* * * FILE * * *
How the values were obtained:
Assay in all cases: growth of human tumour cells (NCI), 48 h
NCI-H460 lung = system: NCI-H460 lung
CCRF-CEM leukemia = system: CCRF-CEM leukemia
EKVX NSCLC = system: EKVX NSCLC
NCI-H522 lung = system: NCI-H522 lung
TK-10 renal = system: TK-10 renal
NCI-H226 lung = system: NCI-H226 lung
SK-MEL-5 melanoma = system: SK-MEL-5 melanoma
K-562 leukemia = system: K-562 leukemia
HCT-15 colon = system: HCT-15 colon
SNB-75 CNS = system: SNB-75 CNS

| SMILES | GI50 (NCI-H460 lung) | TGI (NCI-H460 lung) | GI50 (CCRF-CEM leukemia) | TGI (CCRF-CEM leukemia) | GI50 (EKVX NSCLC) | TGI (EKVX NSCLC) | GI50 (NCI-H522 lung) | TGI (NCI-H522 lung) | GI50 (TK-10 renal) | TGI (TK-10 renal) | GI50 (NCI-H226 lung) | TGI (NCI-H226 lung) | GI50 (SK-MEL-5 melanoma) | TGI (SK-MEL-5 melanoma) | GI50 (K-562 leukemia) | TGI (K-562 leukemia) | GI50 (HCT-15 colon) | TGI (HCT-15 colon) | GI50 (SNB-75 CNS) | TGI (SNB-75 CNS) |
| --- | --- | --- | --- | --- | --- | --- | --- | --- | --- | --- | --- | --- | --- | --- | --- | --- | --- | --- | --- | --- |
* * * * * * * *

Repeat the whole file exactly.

How the values were obtained:
Assay in all cases: growth of human tumour cells (NCI), 48 h
NCI-H460 lung = system: NCI-H460 lung
CCRF-CEM leukemia = system: CCRF-CEM leukemia
EKVX NSCLC = system: EKVX NSCLC
NCI-H522 lung = system: NCI-H522 lung
TK-10 renal = system: TK-10 renal
NCI-H226 lung = system: NCI-H226 lung
SK-MEL-5 melanoma = system: SK-MEL-5 melanoma
K-562 leukemia = system: K-562 leukemia
HCT-15 colon = system: HCT-15 colon
SNB-75 CNS = system: SNB-75 CNS

| SMILES | GI50 (NCI-H460 lung) | TGI (NCI-H460 lung) | GI50 (CCRF-CEM leukemia) | TGI (CCRF-CEM leukemia) | GI50 (EKVX NSCLC) | TGI (EKVX NSCLC) | GI50 (NCI-H522 lung) | TGI (NCI-H522 lung) | GI50 (TK-10 renal) | TGI (TK-10 renal) | GI50 (NCI-H226 lung) | TGI (NCI-H226 lung) | GI50 (SK-MEL-5 melanoma) | TGI (SK-MEL-5 melanoma) | GI50 (K-562 leukemia) | TGI (K-562 leukemia) | GI50 (HCT-15 colon) | TGI (HCT-15 colon) | GI50 (SNB-75 CNS) | TGI (SNB-75 CNS) |
| --- | --- | --- | --- | --- | --- | --- | --- | --- | --- | --- | --- | --- | --- | --- | --- | --- | --- | --- | --- | --- |